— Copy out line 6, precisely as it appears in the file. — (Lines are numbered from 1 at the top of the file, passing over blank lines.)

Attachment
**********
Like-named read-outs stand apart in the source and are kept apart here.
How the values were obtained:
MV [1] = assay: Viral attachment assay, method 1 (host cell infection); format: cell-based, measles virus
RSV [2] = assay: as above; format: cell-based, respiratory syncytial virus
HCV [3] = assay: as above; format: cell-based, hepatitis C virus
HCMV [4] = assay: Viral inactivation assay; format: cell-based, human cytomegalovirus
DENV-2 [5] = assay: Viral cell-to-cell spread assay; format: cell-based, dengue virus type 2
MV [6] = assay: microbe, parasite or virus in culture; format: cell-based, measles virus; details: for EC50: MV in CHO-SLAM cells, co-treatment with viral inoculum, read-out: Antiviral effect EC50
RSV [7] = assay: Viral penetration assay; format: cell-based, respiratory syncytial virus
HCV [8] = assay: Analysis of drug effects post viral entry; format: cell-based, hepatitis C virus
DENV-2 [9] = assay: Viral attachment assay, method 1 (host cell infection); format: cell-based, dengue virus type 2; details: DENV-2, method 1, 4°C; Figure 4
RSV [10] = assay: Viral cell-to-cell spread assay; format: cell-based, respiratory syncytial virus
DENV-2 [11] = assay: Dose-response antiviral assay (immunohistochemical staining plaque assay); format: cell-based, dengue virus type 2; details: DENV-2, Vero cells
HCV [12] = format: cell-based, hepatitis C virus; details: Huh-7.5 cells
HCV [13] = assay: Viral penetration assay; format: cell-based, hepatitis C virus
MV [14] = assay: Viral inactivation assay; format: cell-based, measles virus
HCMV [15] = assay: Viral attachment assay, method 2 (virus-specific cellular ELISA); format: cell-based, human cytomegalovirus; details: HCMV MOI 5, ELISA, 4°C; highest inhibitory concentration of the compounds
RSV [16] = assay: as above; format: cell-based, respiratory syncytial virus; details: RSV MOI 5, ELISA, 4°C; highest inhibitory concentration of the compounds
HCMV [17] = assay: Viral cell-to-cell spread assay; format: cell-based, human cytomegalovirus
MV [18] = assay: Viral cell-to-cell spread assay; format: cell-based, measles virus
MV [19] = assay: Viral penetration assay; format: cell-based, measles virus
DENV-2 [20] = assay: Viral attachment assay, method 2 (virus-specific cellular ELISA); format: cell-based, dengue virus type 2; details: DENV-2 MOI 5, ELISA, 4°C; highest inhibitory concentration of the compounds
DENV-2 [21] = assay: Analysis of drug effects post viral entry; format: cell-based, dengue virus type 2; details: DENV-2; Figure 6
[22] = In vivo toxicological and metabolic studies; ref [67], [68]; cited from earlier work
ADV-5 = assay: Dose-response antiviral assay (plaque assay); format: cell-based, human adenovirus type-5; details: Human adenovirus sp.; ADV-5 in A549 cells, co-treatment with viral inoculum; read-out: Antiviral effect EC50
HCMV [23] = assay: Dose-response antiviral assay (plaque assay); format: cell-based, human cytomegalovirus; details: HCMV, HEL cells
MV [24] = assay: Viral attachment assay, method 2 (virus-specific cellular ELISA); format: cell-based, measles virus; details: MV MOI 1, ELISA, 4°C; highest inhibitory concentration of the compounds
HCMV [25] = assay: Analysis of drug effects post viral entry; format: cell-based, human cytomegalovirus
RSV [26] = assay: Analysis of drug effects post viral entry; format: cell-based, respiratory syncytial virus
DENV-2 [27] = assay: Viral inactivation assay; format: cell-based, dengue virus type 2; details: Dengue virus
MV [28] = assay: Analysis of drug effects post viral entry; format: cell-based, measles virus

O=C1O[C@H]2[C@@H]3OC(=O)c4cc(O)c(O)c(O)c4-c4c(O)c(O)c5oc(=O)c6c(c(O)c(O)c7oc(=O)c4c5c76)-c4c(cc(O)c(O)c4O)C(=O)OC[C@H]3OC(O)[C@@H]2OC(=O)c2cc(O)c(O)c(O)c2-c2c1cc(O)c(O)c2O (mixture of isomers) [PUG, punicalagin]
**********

HCMV [4] = assay: Viral inactivation assay; format: cell-based, human cytomegalovirus